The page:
Sunday, January 23, 2011

Everyday Emergencies

For the last week my husband and children have had a stomach flu and all I’ve been doing is wiping whatnots and cleaning up unspeakables.  And just when my husband and daughter are able to mostly control their bodily functions, it has somehow transmogrified into a respiratory infection.  My poor little boy gets both problems at once.

This is our first round of simultaneous illnesses with the kids and we’re lucky that I didn’t get sick too. Yet. So I’ve been learning what everyone who has small children knows: at a time like this there are two many temperatures to take, tummies to tend, brows to cool, cries to comfort, and messes to clean up, for anything like normal life to carry on.  That means laundry doesn’t get done, bread doesn’t get baked, yogurt doesn’t get fermented, gardens don’t get weeded, jam doesn’t get made, and so on.  Certainly errands and appointments have to wait.  These are the kinds of ordinary, everyday code reds that I realize now I was unprepared for.

I somehow managed to run out of yogurt and the small jar I usually set aside to start the next batch turned out to be a jar of home-rendered lard my sister had given me at Christmas.  Where did my starter jar end up?  I don’t know but I assume we ate it at some point.  And yogurt was the only thing my daughter wanted or could keep down.

We had no juice on hand, since we ordinarily don’t drink it, and my daughter was refusing regular water.  We had nothing like Pedialite or Gatorade either.  No soup ready-made.  No crackers.  A cold front came in and tore through some tender just-sprouting greens before I could get a chance to cover them.  Laundry is piled in mountains. 

By a cruel twist of fate, for the last few months I’ve been trying to use up last years home-canned, frozen, and dehydrated foods, the bulk-purchased flours and grains, honey, beef, chicken, and pork, all to make way for the next season.  So we were low on everything.  We didn’t actually run out of any of those things, but if we’d needed to go much longer without a trip to the store, we would have.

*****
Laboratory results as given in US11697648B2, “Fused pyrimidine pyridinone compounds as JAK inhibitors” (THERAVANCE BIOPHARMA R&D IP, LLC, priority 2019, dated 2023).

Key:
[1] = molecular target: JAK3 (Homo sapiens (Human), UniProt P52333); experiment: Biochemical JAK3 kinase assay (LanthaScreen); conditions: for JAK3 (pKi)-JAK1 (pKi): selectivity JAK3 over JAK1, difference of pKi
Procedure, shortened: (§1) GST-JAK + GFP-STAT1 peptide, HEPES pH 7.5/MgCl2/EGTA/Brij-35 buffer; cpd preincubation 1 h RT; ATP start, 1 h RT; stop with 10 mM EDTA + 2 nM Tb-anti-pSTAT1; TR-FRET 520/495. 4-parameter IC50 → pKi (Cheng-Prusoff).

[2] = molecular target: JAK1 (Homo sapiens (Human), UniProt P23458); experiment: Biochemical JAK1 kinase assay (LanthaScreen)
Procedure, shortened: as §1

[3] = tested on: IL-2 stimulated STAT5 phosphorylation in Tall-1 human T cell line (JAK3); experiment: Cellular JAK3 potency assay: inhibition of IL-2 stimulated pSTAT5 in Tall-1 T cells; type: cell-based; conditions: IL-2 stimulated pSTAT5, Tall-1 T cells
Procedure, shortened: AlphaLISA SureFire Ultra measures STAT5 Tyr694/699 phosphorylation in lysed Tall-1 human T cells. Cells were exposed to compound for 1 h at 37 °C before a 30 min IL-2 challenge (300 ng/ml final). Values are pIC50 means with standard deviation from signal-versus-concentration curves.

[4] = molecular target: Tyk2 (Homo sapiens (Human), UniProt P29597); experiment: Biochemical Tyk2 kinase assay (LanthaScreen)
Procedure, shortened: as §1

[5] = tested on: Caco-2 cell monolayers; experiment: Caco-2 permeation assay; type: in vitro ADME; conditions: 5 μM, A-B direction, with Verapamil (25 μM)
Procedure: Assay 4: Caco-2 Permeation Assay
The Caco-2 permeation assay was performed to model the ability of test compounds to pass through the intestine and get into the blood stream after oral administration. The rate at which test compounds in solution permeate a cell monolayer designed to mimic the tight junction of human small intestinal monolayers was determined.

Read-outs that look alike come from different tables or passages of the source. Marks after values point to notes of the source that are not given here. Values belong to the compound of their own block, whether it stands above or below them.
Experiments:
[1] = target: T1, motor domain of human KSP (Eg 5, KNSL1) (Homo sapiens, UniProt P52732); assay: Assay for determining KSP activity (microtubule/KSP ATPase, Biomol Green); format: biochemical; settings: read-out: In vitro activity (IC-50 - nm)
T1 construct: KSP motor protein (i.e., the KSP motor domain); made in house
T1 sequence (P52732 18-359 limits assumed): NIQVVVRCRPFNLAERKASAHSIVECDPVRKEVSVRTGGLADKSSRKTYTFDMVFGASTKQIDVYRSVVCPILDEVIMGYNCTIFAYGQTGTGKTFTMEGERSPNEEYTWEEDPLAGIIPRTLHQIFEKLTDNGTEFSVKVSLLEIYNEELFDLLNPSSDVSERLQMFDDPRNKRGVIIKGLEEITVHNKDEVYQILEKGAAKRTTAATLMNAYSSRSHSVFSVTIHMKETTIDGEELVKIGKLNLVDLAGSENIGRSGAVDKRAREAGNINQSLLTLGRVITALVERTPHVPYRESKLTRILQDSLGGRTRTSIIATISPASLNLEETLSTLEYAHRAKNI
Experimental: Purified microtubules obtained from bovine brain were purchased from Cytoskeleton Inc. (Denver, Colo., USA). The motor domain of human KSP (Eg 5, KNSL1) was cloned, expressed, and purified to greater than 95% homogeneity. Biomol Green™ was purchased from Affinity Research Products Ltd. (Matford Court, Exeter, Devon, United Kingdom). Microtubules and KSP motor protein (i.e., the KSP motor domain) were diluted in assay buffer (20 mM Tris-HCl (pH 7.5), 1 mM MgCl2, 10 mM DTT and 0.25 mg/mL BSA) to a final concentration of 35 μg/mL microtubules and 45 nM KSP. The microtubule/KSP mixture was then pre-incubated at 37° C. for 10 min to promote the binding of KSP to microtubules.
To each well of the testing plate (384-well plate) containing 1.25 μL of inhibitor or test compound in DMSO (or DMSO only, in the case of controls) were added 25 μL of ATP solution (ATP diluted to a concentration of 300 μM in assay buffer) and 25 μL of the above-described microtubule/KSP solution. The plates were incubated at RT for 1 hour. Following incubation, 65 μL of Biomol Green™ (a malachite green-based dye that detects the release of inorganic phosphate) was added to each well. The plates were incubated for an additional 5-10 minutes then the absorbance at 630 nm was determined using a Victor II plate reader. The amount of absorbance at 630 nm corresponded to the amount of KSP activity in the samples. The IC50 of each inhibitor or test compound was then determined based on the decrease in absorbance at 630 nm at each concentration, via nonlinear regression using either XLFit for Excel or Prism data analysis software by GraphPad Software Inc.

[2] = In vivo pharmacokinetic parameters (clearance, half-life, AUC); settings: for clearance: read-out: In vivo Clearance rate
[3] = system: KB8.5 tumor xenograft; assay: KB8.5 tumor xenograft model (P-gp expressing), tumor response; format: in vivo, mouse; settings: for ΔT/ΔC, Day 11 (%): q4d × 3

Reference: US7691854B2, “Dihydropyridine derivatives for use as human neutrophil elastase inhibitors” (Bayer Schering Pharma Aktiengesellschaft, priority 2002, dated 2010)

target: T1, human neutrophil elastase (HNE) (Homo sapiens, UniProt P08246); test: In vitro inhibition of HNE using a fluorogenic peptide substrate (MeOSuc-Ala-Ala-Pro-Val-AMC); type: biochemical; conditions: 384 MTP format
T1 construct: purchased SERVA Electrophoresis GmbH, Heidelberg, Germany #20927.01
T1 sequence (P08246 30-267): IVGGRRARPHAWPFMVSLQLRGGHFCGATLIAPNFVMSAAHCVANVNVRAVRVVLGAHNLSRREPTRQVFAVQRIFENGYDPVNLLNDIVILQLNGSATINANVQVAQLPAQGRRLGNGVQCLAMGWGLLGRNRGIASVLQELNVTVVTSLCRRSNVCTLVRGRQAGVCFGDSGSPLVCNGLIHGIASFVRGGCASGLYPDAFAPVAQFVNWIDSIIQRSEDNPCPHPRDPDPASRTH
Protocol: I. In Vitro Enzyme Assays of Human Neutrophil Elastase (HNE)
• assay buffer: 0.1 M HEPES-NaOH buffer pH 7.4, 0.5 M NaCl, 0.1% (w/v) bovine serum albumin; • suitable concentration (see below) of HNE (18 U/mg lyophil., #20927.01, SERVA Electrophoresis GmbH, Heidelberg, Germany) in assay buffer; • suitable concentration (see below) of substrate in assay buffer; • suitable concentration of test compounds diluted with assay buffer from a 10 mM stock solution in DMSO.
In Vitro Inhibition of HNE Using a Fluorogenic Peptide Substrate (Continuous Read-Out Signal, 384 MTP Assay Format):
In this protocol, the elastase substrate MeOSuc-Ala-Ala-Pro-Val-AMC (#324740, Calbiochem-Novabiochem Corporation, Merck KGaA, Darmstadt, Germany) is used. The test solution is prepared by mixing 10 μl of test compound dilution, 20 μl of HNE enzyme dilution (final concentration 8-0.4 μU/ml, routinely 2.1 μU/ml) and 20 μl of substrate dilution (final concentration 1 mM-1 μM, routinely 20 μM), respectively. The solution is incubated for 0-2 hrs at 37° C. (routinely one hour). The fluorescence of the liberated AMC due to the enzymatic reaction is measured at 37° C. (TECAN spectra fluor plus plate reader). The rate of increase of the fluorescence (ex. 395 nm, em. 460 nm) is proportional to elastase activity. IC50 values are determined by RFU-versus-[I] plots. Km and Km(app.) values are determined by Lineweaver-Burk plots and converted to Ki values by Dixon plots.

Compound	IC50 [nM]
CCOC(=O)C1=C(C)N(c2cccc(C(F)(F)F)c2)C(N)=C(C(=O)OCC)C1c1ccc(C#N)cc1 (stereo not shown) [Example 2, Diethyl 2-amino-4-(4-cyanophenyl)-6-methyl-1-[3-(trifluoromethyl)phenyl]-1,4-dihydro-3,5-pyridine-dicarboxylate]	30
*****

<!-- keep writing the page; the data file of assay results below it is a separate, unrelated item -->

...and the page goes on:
The kind of preparedness I’d been working on, the stockpiles I’ve built, the skills I’ve developed, are useful for many things, but not necessarily for the intensity of a bunch of sick people in the house.  So now I’m thinking through how to develop preparedness for the everyday emergencies of life.

1.  Have a week of easy meals at hand, canned or in the freezer.  There are times when scratch cooking just isn’t possible or practical.  I can’t tell you how much I would have appreciated some homemade chicken soup last week, but I could never find the time to make it. I actually did something like this when my family came to stay for Christmas.  I had many gallons of soup, stew, and beans along with a dozen loaves of bread waiting in the freezer.  It meant we had plenty of time to just enjoy each other.

2.  As much as I despise the stuff, I’m going to start keeping Pedialite, Gatorade, and frozen juice stocked in the house.  Depending on the day and the mood, the kids would refuse or prefer Pedialite, Gatorade, water, my homemade electrolyte solution, or juice.  And some days, even the time to mix up the electrolyte solution was too much.

3. I also need to plan a method for rotating stockpiles that doesn’t involve letting so many things run out at once.  I’ll be thinking this through more over the next few weeks.

I don’t want to make this sound more dire than it was.  It wasn’t dire at all, in fact.  Just inconvenient.  I could have run to the store or sent my retching husband.  At any point, I could have called a friend to fetch me some things.  We still had plenty of everything, including some stores of food designed to last thirty years or more, sent to us by my sweet in-laws.  But how nice some homemade chicken soup would have been, waiting in the freezer.